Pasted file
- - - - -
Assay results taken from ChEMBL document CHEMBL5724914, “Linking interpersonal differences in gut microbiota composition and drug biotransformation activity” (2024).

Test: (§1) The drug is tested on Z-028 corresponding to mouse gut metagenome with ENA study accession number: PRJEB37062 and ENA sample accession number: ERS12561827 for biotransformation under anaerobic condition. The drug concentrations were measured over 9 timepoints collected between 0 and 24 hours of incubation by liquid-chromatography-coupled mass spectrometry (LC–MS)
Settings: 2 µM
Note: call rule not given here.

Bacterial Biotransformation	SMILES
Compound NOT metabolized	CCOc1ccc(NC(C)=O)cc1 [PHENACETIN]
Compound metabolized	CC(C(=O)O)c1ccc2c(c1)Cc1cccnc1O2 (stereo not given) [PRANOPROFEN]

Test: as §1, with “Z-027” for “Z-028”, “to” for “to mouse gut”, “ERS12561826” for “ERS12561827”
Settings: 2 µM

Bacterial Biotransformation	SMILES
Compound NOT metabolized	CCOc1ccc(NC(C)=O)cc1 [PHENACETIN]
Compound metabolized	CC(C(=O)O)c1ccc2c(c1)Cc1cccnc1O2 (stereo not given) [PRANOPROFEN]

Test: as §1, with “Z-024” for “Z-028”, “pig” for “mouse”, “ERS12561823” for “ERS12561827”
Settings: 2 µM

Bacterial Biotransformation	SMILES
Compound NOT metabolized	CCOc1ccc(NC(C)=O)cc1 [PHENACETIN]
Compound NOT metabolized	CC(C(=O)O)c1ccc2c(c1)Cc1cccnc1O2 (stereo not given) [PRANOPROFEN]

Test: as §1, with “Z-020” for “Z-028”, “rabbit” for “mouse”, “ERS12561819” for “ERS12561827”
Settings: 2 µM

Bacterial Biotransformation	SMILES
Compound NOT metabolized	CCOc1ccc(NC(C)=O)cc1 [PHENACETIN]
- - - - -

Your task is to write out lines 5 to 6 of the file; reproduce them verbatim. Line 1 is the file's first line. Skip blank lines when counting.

Bacterial Biotransformation	SMILES
Compound NOT metabolized	CCOc1ccc(NC(C)=O)cc1 [PHENACETIN]